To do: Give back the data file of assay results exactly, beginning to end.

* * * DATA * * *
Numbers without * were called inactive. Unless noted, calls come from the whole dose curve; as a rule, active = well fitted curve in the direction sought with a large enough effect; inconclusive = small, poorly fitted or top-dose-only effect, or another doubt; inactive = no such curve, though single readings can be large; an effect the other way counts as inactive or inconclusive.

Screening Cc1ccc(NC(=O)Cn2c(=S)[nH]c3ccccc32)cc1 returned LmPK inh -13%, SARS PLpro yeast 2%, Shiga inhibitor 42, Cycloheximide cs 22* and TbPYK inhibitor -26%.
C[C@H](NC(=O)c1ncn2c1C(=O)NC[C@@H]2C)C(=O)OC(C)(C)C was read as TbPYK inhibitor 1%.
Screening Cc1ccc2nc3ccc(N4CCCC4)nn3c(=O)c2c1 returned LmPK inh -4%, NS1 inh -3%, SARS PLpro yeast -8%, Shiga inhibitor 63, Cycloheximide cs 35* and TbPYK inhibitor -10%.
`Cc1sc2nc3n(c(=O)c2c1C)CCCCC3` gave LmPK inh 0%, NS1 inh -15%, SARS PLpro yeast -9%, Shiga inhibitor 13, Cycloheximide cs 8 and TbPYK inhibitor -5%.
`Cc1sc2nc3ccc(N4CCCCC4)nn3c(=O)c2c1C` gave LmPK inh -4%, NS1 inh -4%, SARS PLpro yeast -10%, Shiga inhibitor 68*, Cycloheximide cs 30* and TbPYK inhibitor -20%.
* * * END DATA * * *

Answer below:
Numbers without * were called inactive. Unless noted, calls come from the whole dose curve; as a rule, active = well fitted curve in the direction sought with a large enough effect; inconclusive = small, poorly fitted or top-dose-only effect, or another doubt; inactive = no such curve, though single readings can be large; an effect the other way counts as inactive or inconclusive.

Screening Cc1ccc(NC(=O)Cn2c(=S)[nH]c3ccccc32)cc1 returned LmPK inh -13%, SARS PLpro yeast 2%, Shiga inhibitor 42, Cycloheximide cs 22* and TbPYK inhibitor -26%.
C[C@H](NC(=O)c1ncn2c1C(=O)NC[C@@H]2C)C(=O)OC(C)(C)C was read as TbPYK inhibitor 1%.
Screening Cc1ccc2nc3ccc(N4CCCC4)nn3c(=O)c2c1 returned LmPK inh -4%, NS1 inh -3%, SARS PLpro yeast -8%, Shiga inhibitor 63, Cycloheximide cs 35* and TbPYK inhibitor -10%.
`Cc1sc2nc3n(c(=O)c2c1C)CCCCC3` gave LmPK inh 0%, NS1 inh -15%, SARS PLpro yeast -9%, Shiga inhibitor 13, Cycloheximide cs 8 and TbPYK inhibitor -5%.
`Cc1sc2nc3ccc(N4CCCCC4)nn3c(=O)c2c1C` gave LmPK inh -4%, NS1 inh -4%, SARS PLpro yeast -10%, Shiga inhibitor 68*, Cycloheximide cs 30* and TbPYK inhibitor -20%.